The monsters are numerous and distinct in The Odyssey, serving as the main antagonists in the epic journey of Odysseus. They symbolize many things, from divine punishment to spiritual guidance and difficult choices. The beasts come in many forms: ruthless chthonic creatures like Scylla and Charybdis, more human-looking beings represented by Calypso and Circe, or even mythical figures like Polyphemus the Cyclops. An epic narrative provided by the author allows the reader to see beyond humanity’s inherent fear of dangers of the unknown and look more deeply into hidden meanings of traits those monsters represent. In The Odyssey,Homer looks past the clichéd labels like “malicious” or “boastful”, “clever” or “ignorant”, painting instead a macrocosm of life in all its’ manifestations. The poet presents even the most horrid creatures in a new perspective, addressing the reader in an unusual way – through a battle of monsters and men. Each one of The Odyssey’s monsters is important to the development of the main character, thus becoming an essential part of the story.
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In The Iliad, Odysseus is presented to the reader as a cunning and righteous warrior, who, however, is not above deceiving his enemies with dirty tricks. Athena herself favors him, but that does not save Odysseus from Zeus’ punishment in The Odyssey for committing a heinous crime of eating the oxen of Helios. Odysseus spends seven long years on the island Ogygia – a paradise-like refuge of the nymph Calypso. To stay here would mean to live forever, but Odysseus refuses the temptation. As Alden claims, “To escape from Calypso and a blessed afterlife at the ends of the earth is to return to ‘the real world, his real wife and (ultimately) real death’” (71). So being held captive by Calypso represents not only the imprisonment of body, but also the imprisonment of Odysseus’ soul.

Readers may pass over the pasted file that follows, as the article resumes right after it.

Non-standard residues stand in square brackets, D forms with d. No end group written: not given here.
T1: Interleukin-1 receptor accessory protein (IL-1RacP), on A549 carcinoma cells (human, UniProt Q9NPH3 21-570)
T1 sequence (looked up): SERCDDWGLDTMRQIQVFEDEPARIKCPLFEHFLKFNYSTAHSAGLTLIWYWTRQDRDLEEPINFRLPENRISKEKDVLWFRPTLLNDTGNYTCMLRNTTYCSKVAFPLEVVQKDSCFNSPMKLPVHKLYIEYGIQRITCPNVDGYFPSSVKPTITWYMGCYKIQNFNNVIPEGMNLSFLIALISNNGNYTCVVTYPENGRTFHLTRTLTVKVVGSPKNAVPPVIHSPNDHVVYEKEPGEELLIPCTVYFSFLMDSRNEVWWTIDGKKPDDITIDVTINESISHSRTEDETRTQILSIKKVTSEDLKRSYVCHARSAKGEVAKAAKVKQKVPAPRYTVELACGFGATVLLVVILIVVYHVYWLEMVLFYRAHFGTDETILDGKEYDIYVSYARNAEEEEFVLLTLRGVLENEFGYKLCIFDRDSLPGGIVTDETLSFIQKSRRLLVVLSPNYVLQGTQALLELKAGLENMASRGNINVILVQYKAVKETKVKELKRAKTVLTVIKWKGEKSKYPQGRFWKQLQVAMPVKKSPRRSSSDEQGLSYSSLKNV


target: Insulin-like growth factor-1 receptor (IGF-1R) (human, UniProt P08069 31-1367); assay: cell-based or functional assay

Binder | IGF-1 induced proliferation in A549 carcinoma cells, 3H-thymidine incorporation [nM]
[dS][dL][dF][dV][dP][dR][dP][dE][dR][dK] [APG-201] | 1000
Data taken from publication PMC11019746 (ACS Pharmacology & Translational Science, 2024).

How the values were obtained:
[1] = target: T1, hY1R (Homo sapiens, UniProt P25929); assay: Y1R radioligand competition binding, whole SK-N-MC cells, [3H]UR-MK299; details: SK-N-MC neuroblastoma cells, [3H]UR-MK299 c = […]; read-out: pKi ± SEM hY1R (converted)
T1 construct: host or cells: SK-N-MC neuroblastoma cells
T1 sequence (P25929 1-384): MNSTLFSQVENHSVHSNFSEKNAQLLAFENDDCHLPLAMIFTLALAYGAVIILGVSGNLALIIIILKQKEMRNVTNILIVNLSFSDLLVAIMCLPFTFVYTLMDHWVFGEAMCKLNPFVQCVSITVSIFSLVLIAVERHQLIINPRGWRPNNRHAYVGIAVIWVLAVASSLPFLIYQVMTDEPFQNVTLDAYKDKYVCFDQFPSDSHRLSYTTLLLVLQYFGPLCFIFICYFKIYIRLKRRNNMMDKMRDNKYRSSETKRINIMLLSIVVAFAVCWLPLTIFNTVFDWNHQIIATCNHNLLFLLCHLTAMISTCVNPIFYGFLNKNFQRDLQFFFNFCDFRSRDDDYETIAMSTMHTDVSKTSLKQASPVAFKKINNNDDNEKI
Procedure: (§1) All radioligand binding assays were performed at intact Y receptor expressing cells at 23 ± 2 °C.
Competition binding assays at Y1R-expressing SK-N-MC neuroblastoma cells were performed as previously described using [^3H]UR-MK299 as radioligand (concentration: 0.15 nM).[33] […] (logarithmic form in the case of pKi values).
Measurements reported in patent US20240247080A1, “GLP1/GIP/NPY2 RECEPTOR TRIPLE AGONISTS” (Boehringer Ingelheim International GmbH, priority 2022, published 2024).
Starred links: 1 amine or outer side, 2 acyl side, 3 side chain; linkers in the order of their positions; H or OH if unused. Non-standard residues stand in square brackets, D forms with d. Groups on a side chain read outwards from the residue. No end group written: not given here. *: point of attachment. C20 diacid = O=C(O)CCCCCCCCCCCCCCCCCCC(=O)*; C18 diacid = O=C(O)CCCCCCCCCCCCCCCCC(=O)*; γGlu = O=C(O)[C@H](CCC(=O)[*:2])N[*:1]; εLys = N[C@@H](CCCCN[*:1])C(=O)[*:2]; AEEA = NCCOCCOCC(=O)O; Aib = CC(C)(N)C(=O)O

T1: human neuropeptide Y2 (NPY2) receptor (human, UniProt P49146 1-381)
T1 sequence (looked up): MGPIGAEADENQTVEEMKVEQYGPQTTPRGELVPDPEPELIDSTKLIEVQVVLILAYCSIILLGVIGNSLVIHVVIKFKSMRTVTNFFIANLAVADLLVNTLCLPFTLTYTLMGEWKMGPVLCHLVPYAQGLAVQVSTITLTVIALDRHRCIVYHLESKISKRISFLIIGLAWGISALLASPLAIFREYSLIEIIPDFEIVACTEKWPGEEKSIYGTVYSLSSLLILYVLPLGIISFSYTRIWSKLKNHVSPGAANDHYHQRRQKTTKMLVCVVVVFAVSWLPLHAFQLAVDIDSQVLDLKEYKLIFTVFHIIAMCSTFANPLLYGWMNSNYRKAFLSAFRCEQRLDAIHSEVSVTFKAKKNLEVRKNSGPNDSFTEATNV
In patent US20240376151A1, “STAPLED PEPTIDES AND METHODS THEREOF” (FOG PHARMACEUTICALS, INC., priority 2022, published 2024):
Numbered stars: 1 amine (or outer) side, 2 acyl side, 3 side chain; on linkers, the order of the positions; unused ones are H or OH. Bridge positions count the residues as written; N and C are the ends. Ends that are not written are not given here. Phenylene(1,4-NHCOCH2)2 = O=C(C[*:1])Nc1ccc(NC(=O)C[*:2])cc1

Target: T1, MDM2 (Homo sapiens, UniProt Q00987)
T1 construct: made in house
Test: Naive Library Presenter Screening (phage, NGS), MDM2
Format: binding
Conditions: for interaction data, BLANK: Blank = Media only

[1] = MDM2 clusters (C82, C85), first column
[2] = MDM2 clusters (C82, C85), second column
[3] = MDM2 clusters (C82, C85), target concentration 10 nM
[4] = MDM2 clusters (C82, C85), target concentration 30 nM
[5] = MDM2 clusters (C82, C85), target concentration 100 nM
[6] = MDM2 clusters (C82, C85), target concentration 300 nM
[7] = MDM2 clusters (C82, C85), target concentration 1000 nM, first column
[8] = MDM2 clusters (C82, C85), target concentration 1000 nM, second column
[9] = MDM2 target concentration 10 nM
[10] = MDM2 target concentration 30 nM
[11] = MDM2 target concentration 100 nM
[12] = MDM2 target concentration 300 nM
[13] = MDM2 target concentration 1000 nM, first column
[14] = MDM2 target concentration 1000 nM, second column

Following the story further, the reader reveals that it was not only Zeus whom Odysseus’ actions have angered. Another god, Poseidon, the ruler of the seas, swore to never let Odyssey make his way home. Poseidon’s son, The Cyclops Polyphemus, becomes a manifestation of divine interference in form of a monster, made possible to exist by the gods (Zanon 3). As Odysseus defeats Polyphemus with a cunning plan, the poet creates a parallel to Odysseus’ return to Ithaca, where the hero confronts his wife’s suitors similar to Polyphemus confronting him and his warriors.
Reciting the tales of his adventures to the Phaecians, on whom his return to Ithaca depends, Odysseus emphasizes his narrative on the part where he met Scylla and Charybdis. The author implies Charybdis to be greedy and determined in her attempts of devouring an entire ship, whilst Scylla captures her victims one by one like a money-loving hetaera, swallowing them whole (Stuligrosz 23-24). “We then sailed on up the narrow strait with wailing. For on one side lay Scylla and on the other divine Charybdis terribly sucked down the salt water of the sea” (Homer 12.235). In regard of the consequences of Odysseus’ decisions Myrsiades says that “by overlooking the risks involved when encountering Scylla and Charybdis, an adventure he is forewarned will cost him more lives” (165). The choice between two equivalent evils falls on Odysseus’ shoulders, and despite being a hero, he fails it, causing himself more grief.
Although the story is mainly centered on the Odysseus’ journey – both literal to Ithaca and metaphorical as a man – the monsters and challenges they represent remain the greatest push to the hero’s changes. Odysseus’ battles against different creatures are all about spiritual refinement; a consistent growth of his wisdom and foresight. His newly acquired prudence will make him a better man and a better king in the end of his wanderings.
Alden, Maureen. Para-Narratives in the “Odyssey”: Stories in the Frame. Oxford University Press, 2020.
Homer. The Odyssey. Translated by John Flaxman et al., Sirius, 2019.
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Myrsiades, Kostas. Reading Homer’s Odyssey. Bucknell University Press, 2019.
Stuligrosz, Magdalena. “Odyssean Motifs in the Middle Comedy: Witches, Monsters and Courtesans.” Symbolae Philologorum Posnaniensium Graecae Et Latinae, vol. 27, no. 2, 2018, pp. 17–27. doi:10.14746/sppgl.2017.xxvii.2.2.
Zanon, Camila Aline. “Fantastic Creatures and Where to Find Them in The Iliad.” Classica – Revista Brasileira De Estudos Clássicos, vol. 32, no. 2, pp. 235–252. doi:10.24277/classica.v32i2.880.